For anti-aircraft and missile defense purposes the frigates are equipped with a 16 to 32 cell Umkhonto-IR Block 2 VLS, which is capable of engaging aerial targets at a range of 15 kilometres (9.3 mi). The frigate's twin Denel 35mm Dual Purpose Gun CIWS can also destroy incoming missiles and enemy aircraft which have penetrated the ship's outer defences, within a range of 4–6 kilometres (2.5–3.7 mi) using Advanced Hit Efficiency And Destruction (AHEAD) 35×228mm NATO ammunition. The ships are also equipped with 4 324 mm (12.8 in) torpedo tubes, which can be utilised to engage submarines.
Systems and Sensors
The frigates were built to a modern stealth design to avoid enemy radar and infrared detection. In addition to these features, the Meko A-200SAN class is distinctive with a very new propulsion system which is composed by a water-jet drive, in addition to two propellers. Its CODAG-WARP system (COmbined Diesel And Gas turbine-WAter jet and Refined Propellers) consist of a steerable propeller and a water jet. The power is provided by a combination of diesel engines and gas turbines. The propulsion plant can be operated in four modes:
- I – Economical mode: One diesel engine driving both shafts, maximum propeller speed: 150 rpm.
- II – Maneuvering mode: Both diesel enginess driving both shafts, maximum propeller speed: 200 rpm.
- III. CODAG-WARP: Both diesel engines and the gas turbines turned on, maximum propeller speed: 215 rpm.
- IV – Gas turbine only: Gas turbines powering water jet only.
These frigates are expected to spend about 80% of their at-sea time in modes I and II.
The ship's steering gear consists of a steering unit and twin semi-balanced underhung rudders. There is an emergency steering station in the superstructure in the event of damage to the bridge and they can also be operated by hand from the steering gear compartment. To improve the ship's performance in a seaway, they are fitted with a B+V Simplex Compact stabiliser system.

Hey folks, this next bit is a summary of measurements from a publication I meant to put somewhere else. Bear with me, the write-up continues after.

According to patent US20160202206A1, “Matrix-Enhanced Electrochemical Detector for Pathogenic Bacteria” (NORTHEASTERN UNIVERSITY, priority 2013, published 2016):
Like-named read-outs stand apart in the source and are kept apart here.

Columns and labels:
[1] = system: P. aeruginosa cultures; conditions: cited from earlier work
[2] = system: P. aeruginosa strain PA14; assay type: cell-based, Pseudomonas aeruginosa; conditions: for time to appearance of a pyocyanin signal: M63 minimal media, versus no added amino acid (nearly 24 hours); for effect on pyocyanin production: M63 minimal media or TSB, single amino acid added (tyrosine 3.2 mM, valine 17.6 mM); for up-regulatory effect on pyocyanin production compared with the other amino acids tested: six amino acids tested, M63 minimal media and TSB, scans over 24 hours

This class of warship has seven independent Noske Kaeser air-conditioning plants allowing the ship to operate at a preset temperature and moisture level in ocean water ranging between 4 °C and 30 °C, and the air temperature between −4 °C and 32 °C. This also keeps the air pressure in the citadel five millibars higher than on the outside to prevent the drawing in of RBC (radioactive, biological, or chemical) contamination. These ships are also fitted with Sulzer und Weise seawater fire-fighting pumps and sprinkler systems. These are also ready to wet down the warship's ammunition magazines. In addition, a CO2 fire-extinguishing system protects the gas turbine and diesel engineering areas. The galleys are fitted with an ANSUL system and the flight deck and hangar with a Noske Kaeser Hy FEx foam fire extinguishing system. Two Pall Rochem reverse-osmosis plants generate 15 cubic meters of fresh water each every 24 hours. This water is provided to the galleys, messes, and drinking water supplies, and it is also used for cooling the guns, the air-conditioners, and the engine room, in addition for washing the helicopters. Water pumped to the guns, sensors, and air-conditioners is chilled by two Noske Kaeser refrigerators. An oil-fired hot-water boiler, made by the same company, provides the ship's heating, whereas the hot water for the galley and messes comes from a 600 liter, 45 kilowatt electric geyser.